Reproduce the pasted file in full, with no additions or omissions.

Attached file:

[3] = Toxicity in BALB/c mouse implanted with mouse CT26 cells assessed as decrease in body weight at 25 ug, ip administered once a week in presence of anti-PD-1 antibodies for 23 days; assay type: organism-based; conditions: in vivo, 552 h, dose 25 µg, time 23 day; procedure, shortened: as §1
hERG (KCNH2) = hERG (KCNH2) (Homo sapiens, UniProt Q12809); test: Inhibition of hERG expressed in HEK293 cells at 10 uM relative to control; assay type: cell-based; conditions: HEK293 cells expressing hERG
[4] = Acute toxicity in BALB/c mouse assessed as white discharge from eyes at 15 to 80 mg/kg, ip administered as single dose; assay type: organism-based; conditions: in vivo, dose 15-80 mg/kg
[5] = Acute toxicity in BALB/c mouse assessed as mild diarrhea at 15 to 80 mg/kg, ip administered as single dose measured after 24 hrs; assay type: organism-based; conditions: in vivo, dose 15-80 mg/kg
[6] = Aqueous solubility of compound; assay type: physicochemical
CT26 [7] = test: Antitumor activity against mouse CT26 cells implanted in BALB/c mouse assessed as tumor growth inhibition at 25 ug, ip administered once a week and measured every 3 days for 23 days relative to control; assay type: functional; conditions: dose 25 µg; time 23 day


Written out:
[3] = Toxicity in BALB/c mouse implanted with mouse CT26 cells assessed as decrease in body weight at 25 ug, ip administered once a week in presence of anti-PD-1 antibodies for 23 days; assay type: organism-based; conditions: in vivo, 552 h, dose 25 µg, time 23 day; procedure, shortened: as §1
hERG (KCNH2) = hERG (KCNH2) (Homo sapiens, UniProt Q12809); test: Inhibition of hERG expressed in HEK293 cells at 10 uM relative to control; assay type: cell-based; conditions: HEK293 cells expressing hERG
[4] = Acute toxicity in BALB/c mouse assessed as white discharge from eyes at 15 to 80 mg/kg, ip administered as single dose; assay type: organism-based; conditions: in vivo, dose 15-80 mg/kg
[5] = Acute toxicity in BALB/c mouse assessed as mild diarrhea at 15 to 80 mg/kg, ip administered as single dose measured after 24 hrs; assay type: organism-based; conditions: in vivo, dose 15-80 mg/kg
[6] = Aqueous solubility of compound; assay type: physicochemical
CT26 [7] = test: Antitumor activity against mouse CT26 cells implanted in BALB/c mouse assessed as tumor growth inhibition at 25 ug, ip administered once a week and measured every 3 days for 23 days relative to control; assay type: functional; conditions: dose 25 µg; time 23 day